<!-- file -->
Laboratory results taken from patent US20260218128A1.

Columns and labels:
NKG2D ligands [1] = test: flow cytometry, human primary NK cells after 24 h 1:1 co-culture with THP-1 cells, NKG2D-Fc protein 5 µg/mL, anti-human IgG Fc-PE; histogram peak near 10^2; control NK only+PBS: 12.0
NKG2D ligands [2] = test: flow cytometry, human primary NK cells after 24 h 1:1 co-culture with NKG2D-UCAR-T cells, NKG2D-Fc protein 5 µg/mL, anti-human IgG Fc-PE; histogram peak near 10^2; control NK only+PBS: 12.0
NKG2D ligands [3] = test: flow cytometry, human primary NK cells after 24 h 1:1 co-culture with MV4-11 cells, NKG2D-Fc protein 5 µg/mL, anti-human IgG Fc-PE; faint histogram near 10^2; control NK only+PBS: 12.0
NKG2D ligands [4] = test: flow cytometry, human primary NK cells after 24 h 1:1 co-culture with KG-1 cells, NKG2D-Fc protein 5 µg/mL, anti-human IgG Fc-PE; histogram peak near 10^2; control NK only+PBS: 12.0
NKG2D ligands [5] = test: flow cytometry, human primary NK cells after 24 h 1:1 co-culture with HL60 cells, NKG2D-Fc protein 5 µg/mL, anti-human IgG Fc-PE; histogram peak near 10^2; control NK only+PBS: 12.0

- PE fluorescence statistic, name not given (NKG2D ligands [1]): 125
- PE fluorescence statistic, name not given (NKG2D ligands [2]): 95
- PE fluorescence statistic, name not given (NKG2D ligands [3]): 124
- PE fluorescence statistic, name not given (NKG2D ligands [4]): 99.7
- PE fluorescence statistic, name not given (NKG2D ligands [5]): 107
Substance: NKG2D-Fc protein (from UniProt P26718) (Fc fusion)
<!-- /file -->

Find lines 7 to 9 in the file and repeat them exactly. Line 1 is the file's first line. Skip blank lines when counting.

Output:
NKG2D ligands [5] = test: flow cytometry, human primary NK cells after 24 h 1:1 co-culture with HL60 cells, NKG2D-Fc protein 5 µg/mL, anti-human IgG Fc-PE; histogram peak near 10^2; control NK only+PBS: 12.0

- PE fluorescence statistic, name not given (NKG2D ligands [1]): 125
- PE fluorescence statistic, name not given (NKG2D ligands [2]): 95